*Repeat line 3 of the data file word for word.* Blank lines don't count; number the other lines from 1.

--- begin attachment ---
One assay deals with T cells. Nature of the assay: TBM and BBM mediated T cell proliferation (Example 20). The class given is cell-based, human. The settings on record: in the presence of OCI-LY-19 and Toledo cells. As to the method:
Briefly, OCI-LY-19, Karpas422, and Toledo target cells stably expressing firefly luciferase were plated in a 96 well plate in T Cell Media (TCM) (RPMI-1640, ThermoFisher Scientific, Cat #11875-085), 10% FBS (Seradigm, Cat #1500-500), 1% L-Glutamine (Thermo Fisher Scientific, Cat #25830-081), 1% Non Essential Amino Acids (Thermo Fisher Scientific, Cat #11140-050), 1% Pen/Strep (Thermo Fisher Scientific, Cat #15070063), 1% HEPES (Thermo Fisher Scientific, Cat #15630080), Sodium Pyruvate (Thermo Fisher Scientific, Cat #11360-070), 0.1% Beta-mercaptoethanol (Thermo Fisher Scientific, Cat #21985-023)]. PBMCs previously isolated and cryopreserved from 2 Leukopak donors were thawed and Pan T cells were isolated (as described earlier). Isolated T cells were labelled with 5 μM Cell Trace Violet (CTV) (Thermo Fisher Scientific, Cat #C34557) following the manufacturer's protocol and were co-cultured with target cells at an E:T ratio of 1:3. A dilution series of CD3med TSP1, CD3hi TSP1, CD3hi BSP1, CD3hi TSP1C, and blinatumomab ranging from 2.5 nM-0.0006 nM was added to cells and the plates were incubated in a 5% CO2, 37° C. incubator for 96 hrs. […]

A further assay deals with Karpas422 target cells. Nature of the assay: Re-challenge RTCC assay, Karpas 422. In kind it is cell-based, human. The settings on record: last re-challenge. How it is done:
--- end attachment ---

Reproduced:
A further assay deals with Karpas422 target cells. Nature of the assay: Re-challenge RTCC assay, Karpas 422. In kind it is cell-based, human. The settings on record: last re-challenge. How it is done: